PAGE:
US Plans Limits on Chinese Investment in Tech Firms
WASHINGTON—The U.S. Treasury Department is drafting restrictions that would block firms with at least 25 percent Chinese ownership from buying U.S. companies with “industrially significant technology,” a government official briefed on the matter said on June 24.
The official, whose comments matched a report by The Wall Street Journal, emphasized that the Chinese ownership threshold may change before the restrictions are announced on June 29.
The move marks another escalation of President Donald Trump’s trade conflict with China.
Tariffs on $34 billion’s worth of Chinese goods, the first of a potential total of $450 billion, are due to take effect on July 6 over U.S. complaints that China is misappropriating U.S. technology through joint-venture rules, acquiring American firms that develop sensitive technologies, and other policies.
The Treasury investment restrictions are expected to target key sectors, including several that China is trying to develop as part of its “Made in China 2025” industrial plan, the U.S. official said.
Among its objectives, the plan aims to upgrade China’s capabilities in advanced information technology, aerospace, marine engineering, pharmaceuticals, and robotics, among others.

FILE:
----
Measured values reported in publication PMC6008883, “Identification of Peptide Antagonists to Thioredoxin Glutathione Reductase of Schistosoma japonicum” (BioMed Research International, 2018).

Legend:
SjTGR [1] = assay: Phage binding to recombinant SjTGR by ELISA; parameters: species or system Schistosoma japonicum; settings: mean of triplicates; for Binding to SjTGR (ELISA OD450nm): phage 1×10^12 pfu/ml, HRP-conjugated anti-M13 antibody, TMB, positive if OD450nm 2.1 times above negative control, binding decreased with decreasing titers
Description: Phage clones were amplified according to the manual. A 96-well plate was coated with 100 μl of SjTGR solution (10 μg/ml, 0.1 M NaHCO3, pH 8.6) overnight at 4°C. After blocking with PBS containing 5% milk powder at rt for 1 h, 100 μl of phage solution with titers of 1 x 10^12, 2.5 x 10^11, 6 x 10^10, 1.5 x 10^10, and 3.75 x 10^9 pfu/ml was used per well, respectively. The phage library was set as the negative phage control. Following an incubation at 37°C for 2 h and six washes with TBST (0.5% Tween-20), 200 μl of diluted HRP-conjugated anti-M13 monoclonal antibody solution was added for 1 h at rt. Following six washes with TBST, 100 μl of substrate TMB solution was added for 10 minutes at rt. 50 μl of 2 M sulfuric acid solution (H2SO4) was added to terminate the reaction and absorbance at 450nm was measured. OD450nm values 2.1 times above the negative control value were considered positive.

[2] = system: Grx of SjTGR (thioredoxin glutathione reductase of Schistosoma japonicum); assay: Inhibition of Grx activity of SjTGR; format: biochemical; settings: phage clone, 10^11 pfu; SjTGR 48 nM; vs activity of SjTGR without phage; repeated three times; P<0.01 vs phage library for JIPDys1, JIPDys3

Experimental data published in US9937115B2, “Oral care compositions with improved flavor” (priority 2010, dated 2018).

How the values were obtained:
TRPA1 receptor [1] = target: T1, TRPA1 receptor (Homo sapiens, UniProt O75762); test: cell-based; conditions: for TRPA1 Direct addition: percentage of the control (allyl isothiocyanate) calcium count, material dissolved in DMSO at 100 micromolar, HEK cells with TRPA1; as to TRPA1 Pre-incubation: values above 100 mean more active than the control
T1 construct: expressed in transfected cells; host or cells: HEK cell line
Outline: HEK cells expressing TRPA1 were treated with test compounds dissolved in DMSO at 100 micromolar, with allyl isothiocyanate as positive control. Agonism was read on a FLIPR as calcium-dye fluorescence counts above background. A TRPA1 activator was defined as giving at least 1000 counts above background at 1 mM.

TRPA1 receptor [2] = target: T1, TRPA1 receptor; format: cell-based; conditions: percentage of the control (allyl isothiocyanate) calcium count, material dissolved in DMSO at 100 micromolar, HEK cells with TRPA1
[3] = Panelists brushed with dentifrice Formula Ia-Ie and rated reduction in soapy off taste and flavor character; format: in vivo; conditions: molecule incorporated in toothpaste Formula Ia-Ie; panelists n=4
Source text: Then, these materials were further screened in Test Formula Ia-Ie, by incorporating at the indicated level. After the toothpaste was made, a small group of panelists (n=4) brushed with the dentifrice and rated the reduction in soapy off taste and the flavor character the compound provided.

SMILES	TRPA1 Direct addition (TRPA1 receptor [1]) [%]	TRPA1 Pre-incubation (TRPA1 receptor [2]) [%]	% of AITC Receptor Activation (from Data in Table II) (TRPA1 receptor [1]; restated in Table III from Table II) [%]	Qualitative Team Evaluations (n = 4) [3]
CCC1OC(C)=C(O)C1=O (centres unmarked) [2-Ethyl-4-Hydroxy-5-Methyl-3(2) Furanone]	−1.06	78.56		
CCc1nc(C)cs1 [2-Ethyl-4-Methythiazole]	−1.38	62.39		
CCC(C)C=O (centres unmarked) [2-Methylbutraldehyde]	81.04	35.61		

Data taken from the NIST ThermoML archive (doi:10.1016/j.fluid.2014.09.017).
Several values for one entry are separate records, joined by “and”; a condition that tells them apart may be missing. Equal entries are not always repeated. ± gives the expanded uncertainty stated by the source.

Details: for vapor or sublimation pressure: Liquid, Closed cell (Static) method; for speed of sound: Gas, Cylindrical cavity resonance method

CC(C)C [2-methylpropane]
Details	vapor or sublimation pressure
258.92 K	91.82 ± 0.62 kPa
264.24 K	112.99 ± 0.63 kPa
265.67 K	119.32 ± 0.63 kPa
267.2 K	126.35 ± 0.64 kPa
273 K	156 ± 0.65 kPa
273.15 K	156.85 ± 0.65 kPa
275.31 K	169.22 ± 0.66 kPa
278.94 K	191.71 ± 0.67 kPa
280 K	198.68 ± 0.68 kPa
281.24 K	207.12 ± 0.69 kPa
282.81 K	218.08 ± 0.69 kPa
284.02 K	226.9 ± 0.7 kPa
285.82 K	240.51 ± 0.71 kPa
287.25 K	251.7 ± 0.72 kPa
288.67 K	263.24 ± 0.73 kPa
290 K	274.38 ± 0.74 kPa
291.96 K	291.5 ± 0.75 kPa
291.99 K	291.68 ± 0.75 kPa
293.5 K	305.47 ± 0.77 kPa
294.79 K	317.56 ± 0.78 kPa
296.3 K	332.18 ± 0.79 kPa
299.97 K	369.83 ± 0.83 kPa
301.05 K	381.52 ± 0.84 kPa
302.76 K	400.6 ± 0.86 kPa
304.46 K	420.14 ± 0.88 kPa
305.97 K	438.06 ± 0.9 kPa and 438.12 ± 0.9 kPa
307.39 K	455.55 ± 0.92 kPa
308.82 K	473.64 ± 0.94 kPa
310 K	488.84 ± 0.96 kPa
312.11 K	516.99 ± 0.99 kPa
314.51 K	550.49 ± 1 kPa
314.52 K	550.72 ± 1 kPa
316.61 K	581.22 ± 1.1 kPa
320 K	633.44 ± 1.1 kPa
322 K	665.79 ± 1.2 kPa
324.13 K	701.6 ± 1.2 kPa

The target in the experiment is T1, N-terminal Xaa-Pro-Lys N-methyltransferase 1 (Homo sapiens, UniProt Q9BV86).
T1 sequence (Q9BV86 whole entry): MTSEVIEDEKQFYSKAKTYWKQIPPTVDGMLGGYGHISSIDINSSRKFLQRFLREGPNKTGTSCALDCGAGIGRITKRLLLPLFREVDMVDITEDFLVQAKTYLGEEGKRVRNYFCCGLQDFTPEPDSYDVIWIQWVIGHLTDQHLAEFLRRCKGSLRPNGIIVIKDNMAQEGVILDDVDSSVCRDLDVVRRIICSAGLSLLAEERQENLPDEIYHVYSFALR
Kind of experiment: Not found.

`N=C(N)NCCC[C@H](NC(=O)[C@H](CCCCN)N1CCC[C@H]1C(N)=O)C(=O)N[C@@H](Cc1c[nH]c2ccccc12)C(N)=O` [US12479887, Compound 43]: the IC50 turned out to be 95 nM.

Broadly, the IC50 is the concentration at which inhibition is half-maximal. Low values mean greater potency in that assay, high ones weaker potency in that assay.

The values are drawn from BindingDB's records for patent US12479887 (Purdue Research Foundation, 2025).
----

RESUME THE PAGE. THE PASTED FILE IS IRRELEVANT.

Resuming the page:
The Wall Street Journal also said the U.S. Commerce Department and National Security Council were proposing “enhanced” export controls to keep such technologies from being shipped to China.
Spokespersons for the Treasury, Commerce Department, and the White House did not immediately respond to Reuters’ requests for comment on the proposed restrictions.
The government official said the Treasury would invoke the International Emergency Economic Powers Act of 1977 (IEEPA) to devise the restrictions.
The act gives the president sweeping authority to restrict assets based on national security concerns. IEEPA was invoked broadly after the 9/11 attacks in 2001 to cut off financing for terrorist networks.
The Journal said the administration would look only at new deals and would not try to unwind existing ones, adding that the planned investment bar would not distinguish between Chinese state-owned and private companies.